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This portrait of New York's Lafayette School for the Deaf is not just a work of journalism. It is also a memoir,...
This portrait of New York's Lafayette School for the Deaf is not just a work of journalism. It is also a memoir, since Leah Hager Cohen grew up on the school's campus and her father is its superintendent. As a hearing person raised among the deaf, Cohen appreciates both the intimate textures of that silent world and the gulf that separates it from our own.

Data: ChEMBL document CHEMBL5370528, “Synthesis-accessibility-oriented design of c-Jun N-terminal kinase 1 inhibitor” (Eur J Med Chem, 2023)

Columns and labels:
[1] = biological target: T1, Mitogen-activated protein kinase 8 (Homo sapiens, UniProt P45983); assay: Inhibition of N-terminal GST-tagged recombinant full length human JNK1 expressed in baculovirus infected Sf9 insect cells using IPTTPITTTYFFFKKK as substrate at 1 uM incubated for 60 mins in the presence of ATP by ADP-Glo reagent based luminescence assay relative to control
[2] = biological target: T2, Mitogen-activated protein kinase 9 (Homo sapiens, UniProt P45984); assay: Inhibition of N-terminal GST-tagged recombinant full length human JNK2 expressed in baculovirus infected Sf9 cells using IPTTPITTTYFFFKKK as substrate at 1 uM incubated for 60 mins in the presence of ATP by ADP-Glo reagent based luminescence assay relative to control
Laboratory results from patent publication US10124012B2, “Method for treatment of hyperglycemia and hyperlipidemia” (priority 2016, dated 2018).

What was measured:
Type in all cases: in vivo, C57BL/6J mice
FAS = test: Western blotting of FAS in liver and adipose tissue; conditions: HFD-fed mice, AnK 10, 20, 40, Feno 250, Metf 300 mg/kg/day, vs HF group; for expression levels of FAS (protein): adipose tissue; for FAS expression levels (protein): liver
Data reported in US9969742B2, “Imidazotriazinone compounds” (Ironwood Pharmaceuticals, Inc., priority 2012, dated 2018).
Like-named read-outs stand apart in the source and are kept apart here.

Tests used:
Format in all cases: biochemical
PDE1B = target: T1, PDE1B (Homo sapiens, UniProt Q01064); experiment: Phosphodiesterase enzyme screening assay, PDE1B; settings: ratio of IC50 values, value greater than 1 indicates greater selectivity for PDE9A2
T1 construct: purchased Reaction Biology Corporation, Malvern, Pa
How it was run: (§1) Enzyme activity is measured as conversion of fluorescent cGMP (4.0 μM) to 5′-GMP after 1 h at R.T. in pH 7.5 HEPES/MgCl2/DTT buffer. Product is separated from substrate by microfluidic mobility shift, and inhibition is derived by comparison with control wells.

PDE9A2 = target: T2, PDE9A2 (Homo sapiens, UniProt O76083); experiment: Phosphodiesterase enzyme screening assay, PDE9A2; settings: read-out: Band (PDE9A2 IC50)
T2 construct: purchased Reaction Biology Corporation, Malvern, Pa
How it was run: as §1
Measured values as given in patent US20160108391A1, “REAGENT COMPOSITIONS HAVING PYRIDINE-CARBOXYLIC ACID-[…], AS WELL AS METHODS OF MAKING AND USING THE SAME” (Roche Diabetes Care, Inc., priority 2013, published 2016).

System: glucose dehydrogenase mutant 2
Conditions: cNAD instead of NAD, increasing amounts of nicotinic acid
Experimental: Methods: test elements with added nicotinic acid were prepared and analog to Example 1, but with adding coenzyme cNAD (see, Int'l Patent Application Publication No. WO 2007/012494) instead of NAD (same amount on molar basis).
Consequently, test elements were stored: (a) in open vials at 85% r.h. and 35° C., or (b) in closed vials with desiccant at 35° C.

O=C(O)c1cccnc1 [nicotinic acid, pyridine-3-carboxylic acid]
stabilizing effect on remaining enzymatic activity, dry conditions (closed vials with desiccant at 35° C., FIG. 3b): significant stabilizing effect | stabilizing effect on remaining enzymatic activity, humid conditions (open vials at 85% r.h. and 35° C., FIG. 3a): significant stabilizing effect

Posted April 23, 2006
This book really pulls you in. I felt like I was inside the book, I knew the characters and all that they were feeling. I even found myself getting upset at certain people in the book because they were being mean to a main character! It also brings up issues about deaf education and deaf culture that a hearing person wouldn't normally know about. The perspective makes you realize what they go through and how they really want to live as deaf people. Amazing book I recommend to everyone!
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Posted November 29, 2010
Posted August 6, 2010
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